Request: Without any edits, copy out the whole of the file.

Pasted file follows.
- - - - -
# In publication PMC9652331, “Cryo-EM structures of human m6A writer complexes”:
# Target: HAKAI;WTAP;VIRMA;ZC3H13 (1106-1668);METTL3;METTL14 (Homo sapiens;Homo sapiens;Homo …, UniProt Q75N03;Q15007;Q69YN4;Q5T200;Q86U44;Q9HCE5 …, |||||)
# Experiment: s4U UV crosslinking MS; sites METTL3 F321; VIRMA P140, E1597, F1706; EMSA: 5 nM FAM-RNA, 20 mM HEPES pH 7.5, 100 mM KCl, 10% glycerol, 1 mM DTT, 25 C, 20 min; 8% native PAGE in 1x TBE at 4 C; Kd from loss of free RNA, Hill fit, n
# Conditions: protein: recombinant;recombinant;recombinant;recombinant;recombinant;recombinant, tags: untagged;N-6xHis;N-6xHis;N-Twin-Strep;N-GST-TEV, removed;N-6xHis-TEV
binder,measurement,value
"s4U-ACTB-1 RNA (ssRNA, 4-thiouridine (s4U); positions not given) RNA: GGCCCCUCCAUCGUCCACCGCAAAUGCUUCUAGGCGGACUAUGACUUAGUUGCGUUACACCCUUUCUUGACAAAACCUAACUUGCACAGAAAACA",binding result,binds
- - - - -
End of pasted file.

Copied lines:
# In publication PMC9652331, “Cryo-EM structures of human m6A writer complexes”:
# Target: HAKAI;WTAP;VIRMA;ZC3H13 (1106-1668);METTL3;METTL14 (Homo sapiens;Homo sapiens;Homo …, UniProt Q75N03;Q15007;Q69YN4;Q5T200;Q86U44;Q9HCE5 …, |||||)
# Experiment: s4U UV crosslinking MS; sites METTL3 F321; VIRMA P140, E1597, F1706; EMSA: 5 nM FAM-RNA, 20 mM HEPES pH 7.5, 100 mM KCl, 10% glycerol, 1 mM DTT, 25 C, 20 min; 8% native PAGE in 1x TBE at 4 C; Kd from loss of free RNA, Hill fit, n
# Conditions: protein: recombinant;recombinant;recombinant;recombinant;recombinant;recombinant, tags: untagged;N-6xHis;N-6xHis;N-Twin-Strep;N-GST-TEV, removed;N-6xHis-TEV
binder,measurement,value
"s4U-ACTB-1 RNA (ssRNA, 4-thiouridine (s4U); positions not given) RNA: GGCCCCUCCAUCGUCCACCGCAAAUGCUUCUAGGCGGACUAUGACUUAGUUGCGUUACACCCUUUCUUGACAAAACCUAACUUGCACAGAAAACA",binding result,binds